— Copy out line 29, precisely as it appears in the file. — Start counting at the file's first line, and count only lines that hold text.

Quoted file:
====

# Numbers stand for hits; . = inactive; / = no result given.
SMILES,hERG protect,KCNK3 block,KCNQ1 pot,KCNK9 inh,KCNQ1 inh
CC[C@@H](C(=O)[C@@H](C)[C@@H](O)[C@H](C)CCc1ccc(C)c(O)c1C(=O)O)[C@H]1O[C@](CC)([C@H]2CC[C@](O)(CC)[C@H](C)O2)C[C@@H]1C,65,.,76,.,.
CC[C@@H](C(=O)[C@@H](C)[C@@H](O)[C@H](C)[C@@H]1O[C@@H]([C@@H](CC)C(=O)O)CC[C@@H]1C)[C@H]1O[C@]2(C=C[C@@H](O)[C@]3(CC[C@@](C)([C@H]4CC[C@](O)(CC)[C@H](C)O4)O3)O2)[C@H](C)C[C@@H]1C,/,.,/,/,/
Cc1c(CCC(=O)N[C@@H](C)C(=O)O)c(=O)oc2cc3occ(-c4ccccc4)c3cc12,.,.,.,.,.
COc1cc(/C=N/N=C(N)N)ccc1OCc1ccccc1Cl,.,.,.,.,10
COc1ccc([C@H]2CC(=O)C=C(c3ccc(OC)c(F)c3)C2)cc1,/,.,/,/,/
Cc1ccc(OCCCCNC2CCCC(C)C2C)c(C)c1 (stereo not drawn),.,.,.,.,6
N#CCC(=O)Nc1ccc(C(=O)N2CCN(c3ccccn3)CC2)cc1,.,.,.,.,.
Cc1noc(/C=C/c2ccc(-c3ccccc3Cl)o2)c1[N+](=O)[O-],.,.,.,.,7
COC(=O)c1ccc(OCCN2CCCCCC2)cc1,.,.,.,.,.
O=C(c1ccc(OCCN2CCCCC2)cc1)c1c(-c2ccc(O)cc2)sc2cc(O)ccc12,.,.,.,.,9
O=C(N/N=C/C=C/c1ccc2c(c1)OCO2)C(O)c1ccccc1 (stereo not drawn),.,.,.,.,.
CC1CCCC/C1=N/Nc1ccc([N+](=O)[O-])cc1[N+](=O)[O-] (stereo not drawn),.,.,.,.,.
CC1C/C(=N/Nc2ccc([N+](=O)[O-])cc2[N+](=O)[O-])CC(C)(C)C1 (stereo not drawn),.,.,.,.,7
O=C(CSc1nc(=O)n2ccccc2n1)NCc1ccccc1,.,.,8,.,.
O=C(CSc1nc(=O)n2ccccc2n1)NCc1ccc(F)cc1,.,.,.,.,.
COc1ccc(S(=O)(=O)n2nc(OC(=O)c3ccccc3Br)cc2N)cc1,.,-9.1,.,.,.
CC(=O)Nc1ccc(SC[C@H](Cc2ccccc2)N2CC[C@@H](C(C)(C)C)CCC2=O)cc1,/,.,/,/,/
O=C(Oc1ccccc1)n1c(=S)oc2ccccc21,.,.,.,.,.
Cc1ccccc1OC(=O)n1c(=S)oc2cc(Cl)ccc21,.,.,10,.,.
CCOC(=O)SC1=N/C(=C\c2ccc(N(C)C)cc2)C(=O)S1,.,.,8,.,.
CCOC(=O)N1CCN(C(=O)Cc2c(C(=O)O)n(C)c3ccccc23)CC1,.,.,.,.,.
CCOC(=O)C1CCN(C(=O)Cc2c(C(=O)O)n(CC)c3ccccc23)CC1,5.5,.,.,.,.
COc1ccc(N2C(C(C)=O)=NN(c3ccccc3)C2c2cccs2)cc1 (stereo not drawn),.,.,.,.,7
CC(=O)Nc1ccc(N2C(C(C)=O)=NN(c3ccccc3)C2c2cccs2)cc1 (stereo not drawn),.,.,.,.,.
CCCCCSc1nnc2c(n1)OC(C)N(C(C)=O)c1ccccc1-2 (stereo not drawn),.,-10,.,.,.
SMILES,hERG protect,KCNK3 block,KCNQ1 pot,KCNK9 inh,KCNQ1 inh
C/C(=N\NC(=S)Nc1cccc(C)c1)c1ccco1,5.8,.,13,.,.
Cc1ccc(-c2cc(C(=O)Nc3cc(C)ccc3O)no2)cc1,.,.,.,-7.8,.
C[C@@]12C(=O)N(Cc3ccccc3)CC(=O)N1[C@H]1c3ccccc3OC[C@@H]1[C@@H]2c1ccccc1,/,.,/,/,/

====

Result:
C/C(=N\NC(=S)Nc1cccc(C)c1)c1ccco1,5.8,.,13,.,.